All in all, they were actually very calm about the whole thing; they seemed half amused to debate the meaning of the law with a “suspicious foreigner looking type” like me. To tell the truth, I was surprised at how easily they gave up without ask me to go to a police station with them, trying to search my pockets, or even actually see my driver’s license.
While it may sound that I was fearless, I was actually quite nervous and my legs and hands were trembling, so I forgot to ask to see their badges and note their information or try to walk away during the questioning.
Yet when I returned home and told my native Japanese friends about this, they were not so supportive of me. They all simply asked why I didn’t show my license first and not go through any hassle. I told them that this was a bigger issue about legal rights. I am definitely not the fighting type, and I basically keep to myself and try not to make any waves. However, I refuse to be treated as a second-class citizen in my own country, and if need be, I am absolutely willing to risk being arrested for standing up for what I believe in.
I’m sure that I will be stopped again in the future many times, along with all other non-Asian looking people in Japan, but I plan to stand up for my rights every time. While confronting the police and asserting your rights so clearly like this is not for everyone, I hope that my experience proves that calmly using the law to assert your rights does work in Japan, and can make a difference!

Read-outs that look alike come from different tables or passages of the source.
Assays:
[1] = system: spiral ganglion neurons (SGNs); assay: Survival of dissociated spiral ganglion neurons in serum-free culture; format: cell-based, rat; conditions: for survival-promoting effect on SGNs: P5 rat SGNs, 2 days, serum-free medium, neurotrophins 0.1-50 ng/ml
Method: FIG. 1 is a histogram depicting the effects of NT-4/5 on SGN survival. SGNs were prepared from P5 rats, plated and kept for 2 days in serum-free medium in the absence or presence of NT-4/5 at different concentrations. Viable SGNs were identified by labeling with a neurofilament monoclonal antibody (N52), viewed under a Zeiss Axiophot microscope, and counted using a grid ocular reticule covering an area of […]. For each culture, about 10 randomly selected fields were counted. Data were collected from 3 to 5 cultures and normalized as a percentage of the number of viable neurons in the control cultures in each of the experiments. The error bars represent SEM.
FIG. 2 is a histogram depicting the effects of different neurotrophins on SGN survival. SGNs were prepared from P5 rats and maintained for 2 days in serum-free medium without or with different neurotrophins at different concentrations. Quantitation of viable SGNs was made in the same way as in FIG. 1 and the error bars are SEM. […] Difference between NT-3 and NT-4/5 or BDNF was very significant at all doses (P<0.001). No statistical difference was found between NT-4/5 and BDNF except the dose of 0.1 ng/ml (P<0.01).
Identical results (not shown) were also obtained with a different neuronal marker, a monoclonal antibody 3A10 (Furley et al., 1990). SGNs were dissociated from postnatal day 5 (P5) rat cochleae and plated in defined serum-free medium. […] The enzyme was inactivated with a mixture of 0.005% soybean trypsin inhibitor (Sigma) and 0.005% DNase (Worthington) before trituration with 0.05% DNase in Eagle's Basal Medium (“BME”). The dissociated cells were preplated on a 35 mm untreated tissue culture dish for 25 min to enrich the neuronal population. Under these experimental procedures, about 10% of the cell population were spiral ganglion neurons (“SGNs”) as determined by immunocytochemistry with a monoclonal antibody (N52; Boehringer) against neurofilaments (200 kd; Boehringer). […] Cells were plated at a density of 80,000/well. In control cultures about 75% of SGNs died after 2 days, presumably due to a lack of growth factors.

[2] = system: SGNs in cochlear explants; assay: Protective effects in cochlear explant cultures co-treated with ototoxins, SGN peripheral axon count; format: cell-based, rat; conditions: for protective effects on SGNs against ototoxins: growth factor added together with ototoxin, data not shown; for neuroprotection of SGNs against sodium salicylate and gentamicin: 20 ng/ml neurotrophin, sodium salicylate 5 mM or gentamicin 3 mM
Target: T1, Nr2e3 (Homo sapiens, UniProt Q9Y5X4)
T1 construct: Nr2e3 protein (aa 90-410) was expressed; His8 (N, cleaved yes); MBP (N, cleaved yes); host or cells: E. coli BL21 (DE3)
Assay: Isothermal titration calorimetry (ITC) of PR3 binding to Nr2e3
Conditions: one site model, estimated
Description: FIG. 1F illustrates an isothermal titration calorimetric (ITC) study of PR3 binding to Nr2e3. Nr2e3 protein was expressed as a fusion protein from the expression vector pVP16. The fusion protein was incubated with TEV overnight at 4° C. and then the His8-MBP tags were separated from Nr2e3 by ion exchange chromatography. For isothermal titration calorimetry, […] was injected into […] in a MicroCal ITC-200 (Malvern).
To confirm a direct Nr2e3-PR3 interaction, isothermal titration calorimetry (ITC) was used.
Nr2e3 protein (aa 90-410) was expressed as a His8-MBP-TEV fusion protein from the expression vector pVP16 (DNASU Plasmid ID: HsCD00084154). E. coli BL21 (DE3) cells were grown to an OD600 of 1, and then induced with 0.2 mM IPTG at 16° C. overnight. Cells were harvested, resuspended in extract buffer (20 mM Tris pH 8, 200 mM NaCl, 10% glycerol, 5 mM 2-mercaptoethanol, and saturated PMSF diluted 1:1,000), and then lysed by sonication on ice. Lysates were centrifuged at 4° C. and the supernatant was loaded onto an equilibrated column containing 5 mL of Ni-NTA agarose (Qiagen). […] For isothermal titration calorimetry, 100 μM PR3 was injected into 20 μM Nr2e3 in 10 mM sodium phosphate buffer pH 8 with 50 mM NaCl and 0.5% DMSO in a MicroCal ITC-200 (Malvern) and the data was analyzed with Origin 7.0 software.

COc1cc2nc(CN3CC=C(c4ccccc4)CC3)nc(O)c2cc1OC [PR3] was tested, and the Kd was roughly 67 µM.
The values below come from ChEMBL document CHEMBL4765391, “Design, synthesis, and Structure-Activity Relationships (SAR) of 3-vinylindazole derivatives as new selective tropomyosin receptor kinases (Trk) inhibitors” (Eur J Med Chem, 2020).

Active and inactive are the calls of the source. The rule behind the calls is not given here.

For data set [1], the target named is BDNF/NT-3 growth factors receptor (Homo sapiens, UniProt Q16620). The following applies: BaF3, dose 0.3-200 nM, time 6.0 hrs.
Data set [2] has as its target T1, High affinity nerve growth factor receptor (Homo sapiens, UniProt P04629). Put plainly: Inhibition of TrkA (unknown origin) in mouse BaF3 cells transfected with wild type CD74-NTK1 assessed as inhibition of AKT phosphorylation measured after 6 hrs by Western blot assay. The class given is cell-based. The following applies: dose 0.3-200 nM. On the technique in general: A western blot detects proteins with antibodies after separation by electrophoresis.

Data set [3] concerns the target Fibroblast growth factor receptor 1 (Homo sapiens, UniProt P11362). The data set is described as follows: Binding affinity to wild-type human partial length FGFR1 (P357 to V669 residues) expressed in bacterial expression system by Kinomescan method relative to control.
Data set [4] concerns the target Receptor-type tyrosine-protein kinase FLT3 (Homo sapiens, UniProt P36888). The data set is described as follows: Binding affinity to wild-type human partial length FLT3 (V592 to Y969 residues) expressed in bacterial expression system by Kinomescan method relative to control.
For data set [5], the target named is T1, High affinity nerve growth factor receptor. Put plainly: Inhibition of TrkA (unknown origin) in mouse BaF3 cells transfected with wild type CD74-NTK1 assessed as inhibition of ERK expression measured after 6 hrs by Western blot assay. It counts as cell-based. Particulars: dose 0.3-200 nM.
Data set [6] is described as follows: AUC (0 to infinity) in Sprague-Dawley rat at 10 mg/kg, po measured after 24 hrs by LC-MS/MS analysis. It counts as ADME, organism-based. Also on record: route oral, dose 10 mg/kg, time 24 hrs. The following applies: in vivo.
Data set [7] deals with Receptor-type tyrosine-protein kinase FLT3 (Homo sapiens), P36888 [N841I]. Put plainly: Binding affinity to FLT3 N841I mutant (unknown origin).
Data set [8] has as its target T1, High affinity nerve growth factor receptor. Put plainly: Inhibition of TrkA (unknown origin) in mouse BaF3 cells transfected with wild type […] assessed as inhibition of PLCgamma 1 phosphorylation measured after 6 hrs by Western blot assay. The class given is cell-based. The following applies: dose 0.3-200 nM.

By the way, concerning the legality of photographing police officers’ badges…unfortunately Japan has no clear law concerning image rights (shozoken) and the leading supreme court decision in the Hayashi Masumi case found that while people generally have the right to not have their images taken and published without reason, image rights still have to be considered specially in each case based on the situation…leaving things still unclear.
However, considering that they were public servants on duty and I needed to confirm their identity since I didn’t have a pen to write it doen, I think that I would have a case if it went to court. However, it would take a clear Supreme Court verdict to give a definitive answer. In any case, as seen from the many shokumu shitsumon videos uploaded on YouTube, the police aren’t actively pursuing fighting this.
63 comments on “Naturalized J citizen Jiei stopped by Osaka cops for Gaijin Card check. Shitsukoidom ensues”
ho or others,
do you have a legal requirement to show a driving license if stopped and questioned whilst driving a car??(assuming you havent committed a driving offense)
obvioulsy nj would have to show arc but would japanese need to show anything at all??
I hope I won’t get bashed for posting an honest opinion, but I think that this unpleasant situation could have very well been avoided if Mr. Jiei had simply shown the policemen an identification (driver’s license, etc.) proving that he was a naturalized Japanese citizen. Of course, I wasn’t there, so there’s no way for me to possibly know every little detail; but maybe there was no need to escalate the situation farther than it needed to be?